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Amid the crime and violence that the country is facing, some members of the Boys and Girls Production in Annotto Bay, St Mary, have decided to try to help young people deal with their anger through a movie they produced called 'Mother Cry'.
As Tadrea Davis, the director, explains, the 90-minute movie, that a young man finds himself in a gang that has negative impacts on his life and the lives of his family.
It is only through the death of one of his family members that he tries to find a way out.
Davis explains that the movie, which was shot in his hometown of Annotto Bay, will be released on January 5, 2019, and that persons will be able to go to the theatre in the town or the Annotto Bay Primary School to enjoy the local production.
"Here in Annotto Bay, we are trying to get back to the place where we can sit in the theatre we have here and watch a movie as a community, not having to worry about gunshots or any form of bad thing happening to us," Davis said.
He said that people are fearful in Annotto Bay because of killings there, but they want a safer environment for the residents in and around the community, and they think this is a good way to get things going.
Last month, Annotto Bay recorded four murders in less than 48 hours, and this is the issue that Davis said the community is battling.
Overall, St Mary has seen an increase in murders as 32 persons have been killed, compared to 22 at the same time last year.
"We not only want to help youths deal with crime, but also to help with developing the community," he said.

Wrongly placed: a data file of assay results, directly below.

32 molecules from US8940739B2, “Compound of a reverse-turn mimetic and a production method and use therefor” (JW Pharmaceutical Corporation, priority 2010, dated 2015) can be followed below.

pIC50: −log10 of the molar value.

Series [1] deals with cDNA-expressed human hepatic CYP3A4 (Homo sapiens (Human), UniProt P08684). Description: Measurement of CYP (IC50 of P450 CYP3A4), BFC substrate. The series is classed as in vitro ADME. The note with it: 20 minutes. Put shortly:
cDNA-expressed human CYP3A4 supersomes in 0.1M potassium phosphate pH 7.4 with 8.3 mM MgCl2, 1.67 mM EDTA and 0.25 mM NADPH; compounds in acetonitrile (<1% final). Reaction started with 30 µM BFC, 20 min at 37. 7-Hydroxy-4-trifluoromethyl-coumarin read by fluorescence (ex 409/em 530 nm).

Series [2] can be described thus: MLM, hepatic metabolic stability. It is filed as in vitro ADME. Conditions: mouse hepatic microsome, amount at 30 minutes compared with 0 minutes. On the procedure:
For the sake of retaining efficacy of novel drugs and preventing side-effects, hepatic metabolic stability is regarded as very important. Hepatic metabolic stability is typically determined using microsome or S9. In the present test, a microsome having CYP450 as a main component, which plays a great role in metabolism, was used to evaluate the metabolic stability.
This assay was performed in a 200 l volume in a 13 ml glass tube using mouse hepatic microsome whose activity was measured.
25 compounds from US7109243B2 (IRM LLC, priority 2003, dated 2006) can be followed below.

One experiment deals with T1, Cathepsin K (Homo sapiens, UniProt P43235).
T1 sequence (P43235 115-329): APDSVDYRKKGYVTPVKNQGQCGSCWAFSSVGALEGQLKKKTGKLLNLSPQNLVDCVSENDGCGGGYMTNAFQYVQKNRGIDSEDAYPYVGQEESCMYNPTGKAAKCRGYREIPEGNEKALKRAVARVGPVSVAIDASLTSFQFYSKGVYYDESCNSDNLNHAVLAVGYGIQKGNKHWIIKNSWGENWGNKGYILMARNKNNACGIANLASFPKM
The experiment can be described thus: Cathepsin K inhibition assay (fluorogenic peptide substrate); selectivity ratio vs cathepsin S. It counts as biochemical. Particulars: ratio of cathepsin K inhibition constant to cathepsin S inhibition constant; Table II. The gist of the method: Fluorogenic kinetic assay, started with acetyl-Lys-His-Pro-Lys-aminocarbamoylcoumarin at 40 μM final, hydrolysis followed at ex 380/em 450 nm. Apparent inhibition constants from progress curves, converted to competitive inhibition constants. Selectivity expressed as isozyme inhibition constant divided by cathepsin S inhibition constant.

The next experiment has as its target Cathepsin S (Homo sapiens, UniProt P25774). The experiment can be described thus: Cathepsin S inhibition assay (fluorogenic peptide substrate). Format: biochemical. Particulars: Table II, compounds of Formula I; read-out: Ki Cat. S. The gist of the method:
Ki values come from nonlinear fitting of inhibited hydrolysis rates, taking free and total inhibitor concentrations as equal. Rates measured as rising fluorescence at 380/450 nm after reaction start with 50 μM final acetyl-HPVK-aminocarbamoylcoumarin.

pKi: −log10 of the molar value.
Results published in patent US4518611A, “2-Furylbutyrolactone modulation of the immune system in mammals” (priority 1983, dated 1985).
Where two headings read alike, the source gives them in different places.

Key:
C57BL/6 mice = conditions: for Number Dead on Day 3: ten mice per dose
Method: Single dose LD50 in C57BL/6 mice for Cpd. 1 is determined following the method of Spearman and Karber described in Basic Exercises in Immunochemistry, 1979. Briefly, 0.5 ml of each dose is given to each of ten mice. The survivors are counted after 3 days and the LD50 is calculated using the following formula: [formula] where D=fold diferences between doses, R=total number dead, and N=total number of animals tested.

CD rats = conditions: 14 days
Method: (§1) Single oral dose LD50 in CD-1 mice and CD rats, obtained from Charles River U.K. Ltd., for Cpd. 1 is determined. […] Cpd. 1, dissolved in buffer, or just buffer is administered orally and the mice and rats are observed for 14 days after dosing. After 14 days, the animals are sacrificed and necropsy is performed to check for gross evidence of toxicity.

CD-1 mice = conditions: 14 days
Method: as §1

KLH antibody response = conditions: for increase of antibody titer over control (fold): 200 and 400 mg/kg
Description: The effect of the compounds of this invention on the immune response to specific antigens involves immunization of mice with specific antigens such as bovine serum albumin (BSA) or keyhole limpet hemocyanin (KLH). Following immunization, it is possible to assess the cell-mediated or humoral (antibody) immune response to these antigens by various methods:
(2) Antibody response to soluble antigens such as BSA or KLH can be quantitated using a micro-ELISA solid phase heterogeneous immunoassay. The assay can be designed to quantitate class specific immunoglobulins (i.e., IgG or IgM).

For Davis, it takes people to build and make a community great, and that is the aim of the members of the Boys and Girls Production.
The production group started back in 2007 and is now controlled by Davis, Nicar Clegon, Santana Reid, and Ricardo Cousin.
The production is said to be going strong, and it is projects like these that they use to try bringing people together.
"The community is very supportive of us because they like the peace and they do not like when there is too much shooting. So, we try as best as possible to keep the peace by involving community members and youths in these projects," he said.
P.S. Tadrea Davis is currently enrolled in the Bachelor in Education Programme at the GC Foster College.
Written by: Richard Lynch, GC Foster Media Tech Journalism Club Writer
October is observed as Breast Cancer awareness month and it is celebrated under the theme “Give Hope Save Lives.” On the 12th of October, members of the G. C. Foster College of Physical Education and Sport family dedicated the day to the Survivors of Breast Cancer. Cancer, according to the World Health Organization, is a leading cause of death worldwide, accounting for an estimated 9.6 million deaths in 2018. From those figures, breast cancer accounted for 2.09 million cases.
This deadly disease starts when cells in the breast begin to grow out of control. These cells usually form a tumor that can often be seen on an x-ray or felt as a lump. The tumor is malignant (cancerous) if the cells can grow into (invade) surrounding tissues or spread (metastasize) to distant areas of the body. Breast cancer occurs almost entirely in women, however it is very rare in men.
For years, families around the world have lost their friends and loved ones to Breast cancer leaving them heartbroken, and in pain. As usual, men and women locally are being asked to show support for breast cancer survivors and those battling the disease by wearing pink ribbons or clothing.
Survivors of breast Cancer are encouraged to never give up the fight, for the battle is not for the swift but for who can endure to the end. They are also encouraged to believe that they are stronger, smarter, and twice as beautiful than they ever could imagine.
Our thoughts, prayers, support and care are with those who are suffering from this disease